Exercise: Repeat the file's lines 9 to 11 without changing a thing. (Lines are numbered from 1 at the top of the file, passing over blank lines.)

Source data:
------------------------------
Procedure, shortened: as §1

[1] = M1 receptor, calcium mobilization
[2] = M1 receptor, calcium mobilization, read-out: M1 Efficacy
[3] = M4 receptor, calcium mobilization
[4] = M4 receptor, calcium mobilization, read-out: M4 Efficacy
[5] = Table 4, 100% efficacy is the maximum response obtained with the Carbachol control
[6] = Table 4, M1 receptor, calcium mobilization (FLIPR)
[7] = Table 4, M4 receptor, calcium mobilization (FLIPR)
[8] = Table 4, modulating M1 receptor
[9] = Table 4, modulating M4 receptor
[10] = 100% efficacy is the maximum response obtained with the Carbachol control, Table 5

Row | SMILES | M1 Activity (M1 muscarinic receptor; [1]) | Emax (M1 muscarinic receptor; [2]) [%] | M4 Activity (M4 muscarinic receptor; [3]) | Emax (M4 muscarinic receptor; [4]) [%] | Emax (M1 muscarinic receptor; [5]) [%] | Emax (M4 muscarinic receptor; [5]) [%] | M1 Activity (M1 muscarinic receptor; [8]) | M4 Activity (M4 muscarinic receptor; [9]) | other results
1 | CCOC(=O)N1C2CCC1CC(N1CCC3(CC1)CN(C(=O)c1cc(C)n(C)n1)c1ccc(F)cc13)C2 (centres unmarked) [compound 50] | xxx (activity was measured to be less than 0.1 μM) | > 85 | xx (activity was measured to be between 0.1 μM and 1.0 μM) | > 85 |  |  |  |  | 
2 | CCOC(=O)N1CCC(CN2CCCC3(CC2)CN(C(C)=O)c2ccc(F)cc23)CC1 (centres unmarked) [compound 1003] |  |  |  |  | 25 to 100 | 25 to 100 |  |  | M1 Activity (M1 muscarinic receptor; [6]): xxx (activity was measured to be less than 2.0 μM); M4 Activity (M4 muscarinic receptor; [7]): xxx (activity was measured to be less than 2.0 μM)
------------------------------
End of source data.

[8] = Table 4, modulating M1 receptor
[9] = Table 4, modulating M4 receptor
[10] = 100% efficacy is the maximum response obtained with the Carbachol control, Table 5